The rise of 'stupid' Trump spooks Europe as comedic sideshow turns serious
Donald Trump (AFP Photo/Gaston De Cardenas)

Europe's bemusement at the rise of Donald Trump has switched to concern as his presidential campaign has gained ground in what observers said was a warning to traditional parties about ignoring populists.

German Foreign Minister Frank-Walter Steinmeier this week spoke about the "politics of fear" in the US campaign in a thinly-veiled reference to Trump and drew parallels to the rise of European demagogues.

"In Germany and in Europe, something is gaining momentum in our domestic politics. And to be honest, I am also seeing it here in the United States during the campaign: it's the politics of fear," he told university students during a visit to Washington.

European commentators have also issued increasingly stark warnings in recent days as the once-improbable prospect of the billionaire clinching the Republican presidential nomination is looking ever more likely.

Financial Times columnist Martin Wolf said it would be a "global disaster" if Trump became president, calling him "grossly unqualified" and "a promoter of paranoid fantasies, a xenophobe and an ignoramus".

Wolf drew possible historical comparisons with the end of the Roman Republic and even the rise of Adolf Hitler, warning: "American 'Caesarism' has now become flesh. It seems a worryingly real danger today."

Other commentators looked closer to home.

"In his own way, Trump is a whistleblower," French daily Le Figaro said in a front-page editorial.

"He has reminded European political elites that it is dangerous to forget the language of those who vote for them," the newspaper said on Tuesday.

"'Populist' leaders can rally those beyond their political base and it is dangerous to reduce them to their caricature," it said, adding: "We have entered a time when we must be wary of the 'impossible'."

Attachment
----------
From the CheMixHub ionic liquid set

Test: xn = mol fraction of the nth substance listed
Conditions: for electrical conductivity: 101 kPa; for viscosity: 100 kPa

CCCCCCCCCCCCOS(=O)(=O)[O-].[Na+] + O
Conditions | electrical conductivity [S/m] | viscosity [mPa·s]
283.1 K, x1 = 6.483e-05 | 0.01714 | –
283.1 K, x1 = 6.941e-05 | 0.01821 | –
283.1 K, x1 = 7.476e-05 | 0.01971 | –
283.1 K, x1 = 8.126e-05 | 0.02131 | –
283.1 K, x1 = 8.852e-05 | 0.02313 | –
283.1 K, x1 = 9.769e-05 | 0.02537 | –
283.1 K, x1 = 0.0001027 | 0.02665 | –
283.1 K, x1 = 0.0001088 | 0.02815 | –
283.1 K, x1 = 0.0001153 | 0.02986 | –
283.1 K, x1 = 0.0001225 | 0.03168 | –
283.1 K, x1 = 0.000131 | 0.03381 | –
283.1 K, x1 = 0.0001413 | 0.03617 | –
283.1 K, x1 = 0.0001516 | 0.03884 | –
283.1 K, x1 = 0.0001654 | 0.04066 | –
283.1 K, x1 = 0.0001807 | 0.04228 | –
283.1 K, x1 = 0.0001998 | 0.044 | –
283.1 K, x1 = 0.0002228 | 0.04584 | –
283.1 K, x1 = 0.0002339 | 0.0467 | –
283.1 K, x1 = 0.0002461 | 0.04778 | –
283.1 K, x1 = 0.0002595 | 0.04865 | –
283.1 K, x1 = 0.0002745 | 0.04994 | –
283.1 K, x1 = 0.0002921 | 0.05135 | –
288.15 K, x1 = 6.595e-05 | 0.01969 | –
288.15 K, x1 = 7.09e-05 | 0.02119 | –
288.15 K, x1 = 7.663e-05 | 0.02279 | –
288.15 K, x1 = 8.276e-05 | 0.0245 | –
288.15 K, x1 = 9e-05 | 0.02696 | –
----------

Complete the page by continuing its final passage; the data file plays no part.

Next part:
The Parisian newspaper said: "In France we love to mock Donald Trump, his crazy hairdo, his plastic wives, his tirades out of a low-budget western.

"If it is good to laugh, it can also be useful to open our eyes, especially in a country that has given a third of its votes to the National Front," it said.

The French far-right party's co-founder Jean-Marie Le Pen last week gave his stamp of approval to Trump.

"If I was American I would vote for Donald Trump... may God protect him," tweeted the fiery 87-year-old, who has now been replaced as National Front leader and expelled from the party by his daughter Marine.

- 'Revenge against arrogant elites' -

Swedish economist Sandro Scocco, a member of the leftwing think tank Arena, also likened Trump's electorate to supporters of the far-right in Sweden who feel betrayed by the mainstream parties.

"When the middle class begins to vote for Trump, we have problems," he said, blaming growing income inequality and adding that far-right voters in Sweden "have every reason to be dissatisfied".

German daily Die Welt said both Trump and Europe's far-right and populist movements represented "a desire for revenge against arrogant elites".

"The Nightmare Continues," ran a headline in the Frankfurter Allgemeine Zeitung on Wednesday, while the weekly Der Spiegel said Trump was "the leader of an authoritarian movement full of hatred".

"His America would be frightening," Der Spiegel said.

Many commentators focussed their indignation on Trump's comments about barring Muslims from entering the United States made just days after a couple believed to have been inspired by the Islamic State group killed 14 people in California in December.

In Britain, Prime Minister David Cameron has branded the comments "divisive, stupid and wrong" and a petition to bar Trump from visiting the country so far garnered more than 580,000 signatures.

Guardian columnist Deborah Orr said Trump and advocates of a British exit from the European Union -- or "Brexit" -- were "cut from the same cloth".

She compared Trump's rhetoric to the concerns about the influx of workers in Britain from Eastern Europe ahead of an EU membership referendum on June 23.

"The reason why Britain doesn't have a Trump is because the discontents that Trump voices in the US are voiced here in a more coded way -- as opposition to the EU."